Funding hit $70.1 billion, proving investors are putting their money where their mouth is in fighting the overheating of our planet.
According to HolonIQ’s quarterly analysis, this number is 40 times higher than it was a decade ago. Climate tech VC showed huge capital increases across the world, particularly in the U.S., China, Europe, and India.
The areas that saw the greatest investments were energy storage and distribution, as well as mobility. These investments will support game-changing innovations in renewable energy, primarily solar energy.
Companies are also investing in electric and hydrogen/wind-powered vehicles, aircrafts, ships, and trains in the mobility sector.
The U.S. leads the way with the highest amount of cash in climate VC investments with a cool $28.6 billion. By the end of 2023, HolonIQ predicts the nation will invest over $100 billion in venture capital.
Europe had the quickest growth, with investments doubling since 2021. Experts predict this is due to the ongoing energy crisis and geopolitical transitions in the region.
Behind the U.S., China comes second in venture capital investments, increasing by $4 billion since 2021. India also saw an immense investing surge as the country rallied behind sustainability and climate tech.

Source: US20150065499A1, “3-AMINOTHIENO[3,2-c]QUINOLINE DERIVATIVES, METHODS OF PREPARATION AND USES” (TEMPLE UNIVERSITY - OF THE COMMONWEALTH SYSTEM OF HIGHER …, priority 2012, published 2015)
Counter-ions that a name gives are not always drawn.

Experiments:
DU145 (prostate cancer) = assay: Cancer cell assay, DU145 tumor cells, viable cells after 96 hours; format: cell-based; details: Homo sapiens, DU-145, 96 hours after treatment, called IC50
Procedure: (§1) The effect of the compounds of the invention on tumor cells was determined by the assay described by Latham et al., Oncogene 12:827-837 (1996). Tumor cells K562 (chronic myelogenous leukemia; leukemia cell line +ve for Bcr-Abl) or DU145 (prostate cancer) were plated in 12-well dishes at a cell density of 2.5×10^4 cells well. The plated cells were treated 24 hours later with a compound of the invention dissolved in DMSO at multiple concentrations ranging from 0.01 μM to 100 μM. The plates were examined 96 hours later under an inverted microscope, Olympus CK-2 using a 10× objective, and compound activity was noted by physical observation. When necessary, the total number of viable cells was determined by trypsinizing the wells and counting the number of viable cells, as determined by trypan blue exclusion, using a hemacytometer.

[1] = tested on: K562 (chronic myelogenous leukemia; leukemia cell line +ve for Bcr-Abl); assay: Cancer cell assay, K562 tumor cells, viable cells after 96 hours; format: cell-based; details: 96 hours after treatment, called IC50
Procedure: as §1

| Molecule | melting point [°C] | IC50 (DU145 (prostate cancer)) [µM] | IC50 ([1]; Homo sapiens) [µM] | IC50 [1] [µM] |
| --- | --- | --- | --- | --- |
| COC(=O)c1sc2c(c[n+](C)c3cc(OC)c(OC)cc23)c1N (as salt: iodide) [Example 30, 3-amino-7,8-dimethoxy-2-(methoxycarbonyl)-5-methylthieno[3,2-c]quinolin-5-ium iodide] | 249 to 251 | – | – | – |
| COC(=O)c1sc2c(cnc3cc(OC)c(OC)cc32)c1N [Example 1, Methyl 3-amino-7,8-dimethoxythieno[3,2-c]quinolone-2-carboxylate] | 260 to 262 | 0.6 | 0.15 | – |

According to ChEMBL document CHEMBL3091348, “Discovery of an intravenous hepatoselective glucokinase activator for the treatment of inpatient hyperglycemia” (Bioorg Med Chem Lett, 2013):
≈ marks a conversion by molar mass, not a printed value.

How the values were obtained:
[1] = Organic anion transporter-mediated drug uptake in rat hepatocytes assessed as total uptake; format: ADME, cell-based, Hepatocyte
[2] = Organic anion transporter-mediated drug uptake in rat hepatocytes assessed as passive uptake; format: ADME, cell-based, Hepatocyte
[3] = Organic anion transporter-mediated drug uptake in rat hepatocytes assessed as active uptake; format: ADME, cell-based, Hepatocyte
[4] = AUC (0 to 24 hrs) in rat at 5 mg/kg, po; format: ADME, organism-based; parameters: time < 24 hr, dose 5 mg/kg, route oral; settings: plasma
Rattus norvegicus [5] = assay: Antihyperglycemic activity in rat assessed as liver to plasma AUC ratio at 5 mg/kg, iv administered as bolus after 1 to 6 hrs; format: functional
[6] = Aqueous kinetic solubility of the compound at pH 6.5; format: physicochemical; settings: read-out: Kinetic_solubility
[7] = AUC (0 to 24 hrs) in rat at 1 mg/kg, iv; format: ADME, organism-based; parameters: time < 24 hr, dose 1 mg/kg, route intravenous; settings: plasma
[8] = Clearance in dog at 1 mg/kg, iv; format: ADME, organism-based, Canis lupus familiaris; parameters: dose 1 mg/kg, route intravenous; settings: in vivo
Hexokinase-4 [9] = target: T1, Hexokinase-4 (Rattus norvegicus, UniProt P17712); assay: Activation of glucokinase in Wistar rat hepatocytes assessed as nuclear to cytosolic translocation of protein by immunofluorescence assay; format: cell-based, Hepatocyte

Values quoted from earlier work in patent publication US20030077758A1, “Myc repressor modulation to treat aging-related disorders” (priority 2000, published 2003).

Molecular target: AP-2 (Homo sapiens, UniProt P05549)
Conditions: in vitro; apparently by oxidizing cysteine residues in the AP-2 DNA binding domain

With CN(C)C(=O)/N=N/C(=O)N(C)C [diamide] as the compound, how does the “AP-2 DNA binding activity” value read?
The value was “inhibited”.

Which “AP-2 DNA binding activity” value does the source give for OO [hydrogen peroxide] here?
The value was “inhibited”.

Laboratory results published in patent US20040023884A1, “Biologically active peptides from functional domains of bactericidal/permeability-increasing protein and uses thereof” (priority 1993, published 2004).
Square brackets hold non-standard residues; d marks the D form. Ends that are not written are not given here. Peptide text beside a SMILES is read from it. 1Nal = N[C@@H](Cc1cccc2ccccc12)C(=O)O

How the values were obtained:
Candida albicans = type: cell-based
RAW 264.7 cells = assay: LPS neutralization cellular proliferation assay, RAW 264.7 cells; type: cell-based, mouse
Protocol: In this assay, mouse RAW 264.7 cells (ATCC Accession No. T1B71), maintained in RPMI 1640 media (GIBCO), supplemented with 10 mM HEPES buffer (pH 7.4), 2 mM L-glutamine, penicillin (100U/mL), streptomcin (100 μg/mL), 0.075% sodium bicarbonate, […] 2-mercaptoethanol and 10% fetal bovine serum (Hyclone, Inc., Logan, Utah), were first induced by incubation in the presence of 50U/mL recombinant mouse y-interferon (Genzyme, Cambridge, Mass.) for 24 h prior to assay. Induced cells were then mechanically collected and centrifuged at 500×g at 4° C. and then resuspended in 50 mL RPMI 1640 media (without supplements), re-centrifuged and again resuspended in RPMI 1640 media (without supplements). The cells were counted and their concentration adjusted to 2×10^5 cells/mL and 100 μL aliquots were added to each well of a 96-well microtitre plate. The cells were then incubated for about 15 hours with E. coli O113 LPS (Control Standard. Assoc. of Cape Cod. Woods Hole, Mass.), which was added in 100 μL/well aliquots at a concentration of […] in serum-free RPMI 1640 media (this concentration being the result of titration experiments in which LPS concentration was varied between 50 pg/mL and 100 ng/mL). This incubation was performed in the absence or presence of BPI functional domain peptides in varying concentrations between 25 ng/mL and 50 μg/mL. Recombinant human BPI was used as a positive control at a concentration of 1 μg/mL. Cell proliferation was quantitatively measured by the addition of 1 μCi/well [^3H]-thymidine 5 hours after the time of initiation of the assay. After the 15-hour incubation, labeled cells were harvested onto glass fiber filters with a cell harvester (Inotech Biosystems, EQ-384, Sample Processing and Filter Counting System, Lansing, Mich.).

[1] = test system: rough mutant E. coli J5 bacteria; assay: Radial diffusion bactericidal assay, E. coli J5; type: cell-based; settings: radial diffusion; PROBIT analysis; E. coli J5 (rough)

This is a game-changer for the climate tech space, as these investments could fund new technologies and discoveries that could combat increased temperatures, natural disasters, and harmful pollution.
These record-breaking investments prove countries are rallying behind climate solutions that will help them reach their goals of decreasing pollution and hindering rising temperatures.
Industry experts predict these upward investment trends will continue.
“Climate is like the internet in that it’s going to disrupt every corner of the global economy,” Andrew Beebe, the managing director of Obvious Ventures which invests in climate-friendly technologies, told Insider.
“Despite the economic slowdown, great climate tech companies are still able to access capital,” Alexandra Harbour, a principal for venture capital firm Prelude Ventures, said in an interview with Politico. “I think the train has left the station on climate and carbon; I think that everyone is going to continue to push forward efforts around tracking and reducing their emissions.”